This ancient mammalian physiological system is in charge of maintaining homeostasis on a cellular level. Homeostasis is a posh term used to describe a state of balance between the separate, but interconnected, systems that make up an organism. Cannabinoids from the cannabis plant trigger the endocannabinoid receptors of the cells in the same way as endocannabinoids, and this additional enticing of the receptors is beneficial in many ways.
There are many different cell types in the human body. Depending on what type of cell it is, but also the type of condition a person is struggling with, these factors determine how a specific cell will react to cannabinoids.
The ECS is extremely complex and very adaptive, and because of these characteristics, cannabis is regarded as beneficial for many different conditions and disorders.
Cannabis as medicine against HIV
Besides offering palliative aid for numerous side effects that accompany HAART therapy, cannabis also directly influences how a human body reacts to HIV. Even though scientific data is still somewhat scarce on this topic, several studies, including the following, confirm that cannabis directly acts on the cells of the immune system affected by HIV.
- 2016: 55 HIV-positive patients, who reported their personal use of cannabis, were divided into three categories: non-users, light users and moderate to heavy users. Both light and moderate/heavy use patients had a lower viral load, and a higher number of CD4 T immune cells, compared to patients who didn’t consume cannabis.
- 2003: This study from the University of California San Francisco included 62 HIV patients who were randomly separated into three groups. Twenty patients received an oral placebo, 20 patients got cannabis in the form of a joint and 22 received dronabinol (U.S. Food and Drug Administration-approved medication containing synthetically created and isolated THC, branded and sold as Marinol or Syndros). The study lasted for 25 days, and after comparing results, researchers found there was a 20 percent increase of CD4 T cells in both real-cannabis and dronabinol groups. The team behind this study also found that the number of CD8 T-cells rose 20 percent in the real-cannabis group, and 10 percent in patients who were given dronabinol. CD8 T cells of the immune system could be considered as the secondary target for the HIV virus, right after CD4 T cells.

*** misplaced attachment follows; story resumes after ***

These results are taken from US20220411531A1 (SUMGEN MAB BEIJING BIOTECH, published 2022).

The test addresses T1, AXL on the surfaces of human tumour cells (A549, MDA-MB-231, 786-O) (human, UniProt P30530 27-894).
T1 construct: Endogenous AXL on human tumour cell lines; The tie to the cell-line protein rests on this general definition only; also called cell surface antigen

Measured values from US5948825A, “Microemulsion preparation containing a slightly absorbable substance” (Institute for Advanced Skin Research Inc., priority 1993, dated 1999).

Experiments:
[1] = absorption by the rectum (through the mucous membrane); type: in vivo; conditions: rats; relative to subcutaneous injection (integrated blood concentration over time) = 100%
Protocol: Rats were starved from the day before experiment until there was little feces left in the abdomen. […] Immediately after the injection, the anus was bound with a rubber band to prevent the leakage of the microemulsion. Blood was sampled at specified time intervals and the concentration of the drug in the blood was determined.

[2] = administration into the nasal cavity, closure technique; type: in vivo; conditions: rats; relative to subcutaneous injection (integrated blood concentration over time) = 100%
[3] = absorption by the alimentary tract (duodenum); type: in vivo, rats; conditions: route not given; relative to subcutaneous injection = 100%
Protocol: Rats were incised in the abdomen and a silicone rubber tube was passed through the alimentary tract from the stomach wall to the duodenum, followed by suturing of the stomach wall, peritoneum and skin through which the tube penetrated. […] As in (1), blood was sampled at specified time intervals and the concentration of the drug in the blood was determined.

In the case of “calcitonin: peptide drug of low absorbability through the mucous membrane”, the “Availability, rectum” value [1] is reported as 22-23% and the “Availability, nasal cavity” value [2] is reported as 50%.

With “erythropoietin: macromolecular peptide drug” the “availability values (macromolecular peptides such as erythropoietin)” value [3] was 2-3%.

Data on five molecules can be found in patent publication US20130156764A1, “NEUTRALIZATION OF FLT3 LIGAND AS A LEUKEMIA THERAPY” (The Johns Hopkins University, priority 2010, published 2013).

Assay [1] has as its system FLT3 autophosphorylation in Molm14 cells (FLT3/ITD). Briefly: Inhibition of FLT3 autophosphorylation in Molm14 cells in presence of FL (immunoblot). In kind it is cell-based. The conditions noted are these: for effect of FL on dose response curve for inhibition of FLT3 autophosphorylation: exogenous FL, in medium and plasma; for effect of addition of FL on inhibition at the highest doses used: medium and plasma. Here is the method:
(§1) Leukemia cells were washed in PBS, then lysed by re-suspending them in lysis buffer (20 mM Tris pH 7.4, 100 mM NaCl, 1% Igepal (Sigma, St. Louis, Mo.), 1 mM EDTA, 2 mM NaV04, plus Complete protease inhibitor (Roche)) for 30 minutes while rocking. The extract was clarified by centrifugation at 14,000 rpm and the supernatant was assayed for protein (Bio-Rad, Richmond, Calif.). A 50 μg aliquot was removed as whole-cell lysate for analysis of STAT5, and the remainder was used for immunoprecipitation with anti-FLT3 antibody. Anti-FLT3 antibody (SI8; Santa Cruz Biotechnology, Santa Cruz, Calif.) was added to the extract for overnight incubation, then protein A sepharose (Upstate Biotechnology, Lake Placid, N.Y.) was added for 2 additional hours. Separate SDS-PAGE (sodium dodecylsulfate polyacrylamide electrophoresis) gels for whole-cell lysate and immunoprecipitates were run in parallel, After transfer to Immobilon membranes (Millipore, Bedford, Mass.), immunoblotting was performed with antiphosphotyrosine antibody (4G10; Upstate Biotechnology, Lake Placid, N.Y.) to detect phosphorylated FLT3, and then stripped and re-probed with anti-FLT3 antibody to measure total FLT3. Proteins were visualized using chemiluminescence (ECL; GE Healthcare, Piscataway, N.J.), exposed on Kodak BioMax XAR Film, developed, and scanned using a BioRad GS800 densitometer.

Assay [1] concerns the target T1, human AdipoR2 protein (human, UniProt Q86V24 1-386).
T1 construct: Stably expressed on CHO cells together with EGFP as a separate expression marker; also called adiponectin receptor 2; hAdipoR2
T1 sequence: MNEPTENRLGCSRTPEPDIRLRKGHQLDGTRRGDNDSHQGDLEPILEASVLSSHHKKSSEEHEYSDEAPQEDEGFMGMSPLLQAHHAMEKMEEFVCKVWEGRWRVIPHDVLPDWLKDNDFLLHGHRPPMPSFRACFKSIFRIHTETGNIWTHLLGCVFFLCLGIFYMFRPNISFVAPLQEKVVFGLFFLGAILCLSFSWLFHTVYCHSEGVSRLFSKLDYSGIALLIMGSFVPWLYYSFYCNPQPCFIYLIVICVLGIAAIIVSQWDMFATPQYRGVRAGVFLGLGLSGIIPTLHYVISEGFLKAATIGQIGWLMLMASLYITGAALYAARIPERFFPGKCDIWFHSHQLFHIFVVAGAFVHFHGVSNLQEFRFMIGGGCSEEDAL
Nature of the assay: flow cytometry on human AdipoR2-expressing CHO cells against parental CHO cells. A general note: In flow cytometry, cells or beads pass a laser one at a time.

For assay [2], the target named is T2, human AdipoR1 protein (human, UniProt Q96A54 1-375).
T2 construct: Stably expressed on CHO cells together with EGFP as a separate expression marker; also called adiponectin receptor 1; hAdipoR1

- 2011: This study focused on the SIV virus (simian deficiency virus), which is a disease that affects primates, and is very similar to HIV. Researchers frequently analyze SIV to draw conclusions about HIV. Scientists observed numerous positive effects on the subjects upon administering THC, including slowing down the progression of the disease, lower viral loads and lessened inflammation via immunosuppression. Combined, these factors significantly reduced the mortality rate.
- 2007: This research was performed on microglia cell cultures (microglia are a type of different immune cells found in the brain and spinal cord), with a synthetic compound very similar to THC. This study showed that by introducing this compound, which affected these microglia cells via both CB1 and CB2 cannabinoid receptors, the replication of the HIV virus was suppressed. What’s also very interesting is that microglia cells “create” these cannabinoid receptors when they need to be affected by cannabinoids/endocannabinoids (on demand), in a process known as reverse transcription-polymerase chain reaction.
Biggest cannabis/HIV study is yet to come
University of Florida received a US$3.2 million grant from the National Institute on Drug Abuse in 2017 to conduct a five-year study on the effects of cannabis on HIV. It will be the biggest and most comprehensive research on this topic to date, and will involve 400 HIV patients from Florida.
The head researcher, Dr. Robert Cook, shared his views on the goals of the study: “I’ve seen some very interesting data that looked at just how much of the virus is in people’s blood before they were treated with antiretrovirals. The research showed that those who used marijuana had a lower amount of the virus in their blood compared to those who didn’t use marijuana. That’s a good thing if there is a lower amount of the virus. But I haven’t seen any clinical trials looking at the direct effects of THC on the virus. We also don’t have a lot research comparing THC alone versus THC and CBD on people with HIV.” This study is expected to provide the much-needed insight for HIV-infected patients.
So to sum things up, cannabis greatly diminishes the side effects of HAART therapy, and it also influences the cells of the endocannabinoid system to directly fight the virus.
Source: 420 Intel